As you are probably aware from recent news reports, the Owensboro Public Schools will soon feel the impact of a significant rate increase for electricity used throughout the school district. Last week we were informed by Owensboro Municipal Utilities that the district’s rates would increase sharply because the utility will no longer provide reduced electric rates to non-profit organizations, including schools.
We certainly have appreciated having a “school rate” for more than three decades rather than a “commercial rate” charged to for-profit businesses. We recognize that they have increasing costs and we will have to pay a larger share, but transitioning our schools to a “commercial rate” over a short period of time will be difficult.
OPS is currently paying approximately $349,000 annually for electricity. An initial rate increase will go into effect July 1. Then, additional increases, planned for the next six years, will raise rates for OPS to $1.3 million. An annual increase of about $1 million per year will certainly impact our staffing and programs we offer.
We certainly want to pay our fair share. But, this represents a significant burden to our schools. To take the new electric rate out of our operating funds from this year forward represents a real loss to us in terms of money that we would use to benefit our students.
To compound the matter, the City Commission is planning an occupational tax increase that is part of the overall revenue adjustments between the City and OMU. This increase will impact the paychecks of all OPS employees.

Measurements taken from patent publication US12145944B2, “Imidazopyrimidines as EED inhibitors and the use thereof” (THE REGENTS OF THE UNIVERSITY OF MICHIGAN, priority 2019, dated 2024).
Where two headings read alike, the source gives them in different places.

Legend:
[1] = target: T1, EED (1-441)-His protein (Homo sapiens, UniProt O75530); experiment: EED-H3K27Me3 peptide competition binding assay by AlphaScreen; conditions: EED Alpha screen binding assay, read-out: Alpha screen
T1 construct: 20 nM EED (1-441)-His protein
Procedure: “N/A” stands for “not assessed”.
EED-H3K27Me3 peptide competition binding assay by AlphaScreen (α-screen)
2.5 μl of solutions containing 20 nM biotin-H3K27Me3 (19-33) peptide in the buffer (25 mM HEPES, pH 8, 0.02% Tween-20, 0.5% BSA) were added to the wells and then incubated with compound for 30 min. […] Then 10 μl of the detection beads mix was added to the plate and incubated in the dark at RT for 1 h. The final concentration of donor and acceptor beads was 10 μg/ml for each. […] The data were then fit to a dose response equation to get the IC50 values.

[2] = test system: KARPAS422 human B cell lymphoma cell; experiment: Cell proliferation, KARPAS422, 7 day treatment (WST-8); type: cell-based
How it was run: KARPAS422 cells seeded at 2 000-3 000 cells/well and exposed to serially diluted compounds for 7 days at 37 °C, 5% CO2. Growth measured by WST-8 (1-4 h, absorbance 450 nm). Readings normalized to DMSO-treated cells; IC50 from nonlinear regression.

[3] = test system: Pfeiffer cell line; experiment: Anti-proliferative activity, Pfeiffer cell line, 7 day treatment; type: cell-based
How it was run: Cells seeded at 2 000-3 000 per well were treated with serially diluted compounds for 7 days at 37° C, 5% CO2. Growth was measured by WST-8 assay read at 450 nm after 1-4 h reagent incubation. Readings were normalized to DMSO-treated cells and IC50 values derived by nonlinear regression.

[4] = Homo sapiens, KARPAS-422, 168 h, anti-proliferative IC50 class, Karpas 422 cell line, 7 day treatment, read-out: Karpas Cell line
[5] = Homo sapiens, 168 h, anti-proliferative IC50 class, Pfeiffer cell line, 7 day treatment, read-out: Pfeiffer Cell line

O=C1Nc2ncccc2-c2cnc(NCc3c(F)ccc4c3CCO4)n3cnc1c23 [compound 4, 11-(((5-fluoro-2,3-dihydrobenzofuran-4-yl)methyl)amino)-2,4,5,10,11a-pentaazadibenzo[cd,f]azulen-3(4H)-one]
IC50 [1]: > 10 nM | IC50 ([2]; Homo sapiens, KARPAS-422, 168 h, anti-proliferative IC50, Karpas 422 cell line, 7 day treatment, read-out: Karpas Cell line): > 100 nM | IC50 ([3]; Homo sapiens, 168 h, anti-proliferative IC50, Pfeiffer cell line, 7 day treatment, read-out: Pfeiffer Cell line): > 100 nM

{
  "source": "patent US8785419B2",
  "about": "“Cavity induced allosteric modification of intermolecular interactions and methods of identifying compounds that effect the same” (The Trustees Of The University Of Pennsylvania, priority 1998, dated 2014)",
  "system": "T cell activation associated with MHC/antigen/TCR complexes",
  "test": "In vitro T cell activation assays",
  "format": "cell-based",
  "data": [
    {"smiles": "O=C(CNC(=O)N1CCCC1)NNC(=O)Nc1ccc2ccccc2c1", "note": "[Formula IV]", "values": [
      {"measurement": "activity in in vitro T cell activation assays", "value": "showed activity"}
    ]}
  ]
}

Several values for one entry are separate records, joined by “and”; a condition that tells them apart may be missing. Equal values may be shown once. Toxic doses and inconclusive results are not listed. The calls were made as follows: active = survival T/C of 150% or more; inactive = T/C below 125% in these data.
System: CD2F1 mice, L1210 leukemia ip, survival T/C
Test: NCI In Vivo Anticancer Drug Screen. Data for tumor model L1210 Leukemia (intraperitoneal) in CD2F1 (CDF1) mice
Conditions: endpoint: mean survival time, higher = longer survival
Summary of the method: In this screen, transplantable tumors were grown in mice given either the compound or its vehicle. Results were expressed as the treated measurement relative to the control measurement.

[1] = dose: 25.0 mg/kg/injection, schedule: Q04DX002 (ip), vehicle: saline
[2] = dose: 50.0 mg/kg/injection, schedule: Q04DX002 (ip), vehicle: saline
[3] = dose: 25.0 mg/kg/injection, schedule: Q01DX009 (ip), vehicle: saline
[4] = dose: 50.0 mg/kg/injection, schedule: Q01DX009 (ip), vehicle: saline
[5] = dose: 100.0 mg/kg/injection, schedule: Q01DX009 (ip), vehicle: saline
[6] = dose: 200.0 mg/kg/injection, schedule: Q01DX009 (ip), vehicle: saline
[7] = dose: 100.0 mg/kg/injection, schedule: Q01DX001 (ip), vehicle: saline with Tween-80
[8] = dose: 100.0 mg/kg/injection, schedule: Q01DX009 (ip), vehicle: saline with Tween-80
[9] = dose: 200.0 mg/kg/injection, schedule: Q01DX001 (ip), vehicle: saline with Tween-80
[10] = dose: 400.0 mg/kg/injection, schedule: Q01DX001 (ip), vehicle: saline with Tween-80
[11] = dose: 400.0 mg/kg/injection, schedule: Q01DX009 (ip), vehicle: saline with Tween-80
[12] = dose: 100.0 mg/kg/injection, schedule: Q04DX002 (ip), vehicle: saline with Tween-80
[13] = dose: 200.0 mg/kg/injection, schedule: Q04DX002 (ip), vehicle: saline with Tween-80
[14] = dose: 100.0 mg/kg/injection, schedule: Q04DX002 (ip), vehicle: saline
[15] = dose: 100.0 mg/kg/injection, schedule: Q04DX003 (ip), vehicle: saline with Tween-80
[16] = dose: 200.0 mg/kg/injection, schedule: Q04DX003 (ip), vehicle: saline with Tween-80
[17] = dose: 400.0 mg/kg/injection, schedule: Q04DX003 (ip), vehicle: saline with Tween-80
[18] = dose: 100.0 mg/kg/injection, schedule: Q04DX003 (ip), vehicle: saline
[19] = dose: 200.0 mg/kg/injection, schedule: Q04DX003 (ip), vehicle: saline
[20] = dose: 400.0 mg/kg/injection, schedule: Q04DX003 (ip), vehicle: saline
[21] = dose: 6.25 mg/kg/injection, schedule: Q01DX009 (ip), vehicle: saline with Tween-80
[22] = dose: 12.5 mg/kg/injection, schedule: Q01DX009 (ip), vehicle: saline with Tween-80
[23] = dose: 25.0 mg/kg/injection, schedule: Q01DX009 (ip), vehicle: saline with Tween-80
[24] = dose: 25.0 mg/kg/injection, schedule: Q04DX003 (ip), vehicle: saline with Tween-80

I wanted to make everyone in our school district community aware of this, but I do not want to create undue alarm. Our board and leadership do not plan to immediately cut $1 million out of our budget. We will make the necessary adjustments over time, but will need to be diligent and disciplined about absorbing the costs of this rate increase. We also plan to implement aggressive plans to become more efficient and conserve power across the district.
We will continue working with the City and OMU to try and find a mutually beneficial solution. We know the status quo will need to change. We will do everything in our power to stand up and support the students and staff of our school district.
I urge anyone in our district community with specific concerns related to this or the occupational tax increase to reach out to members of the Owensboro City Commission. The first reading on this plan will be Tuesday followed by a final vote on March 17 at 5 pm at City Hall.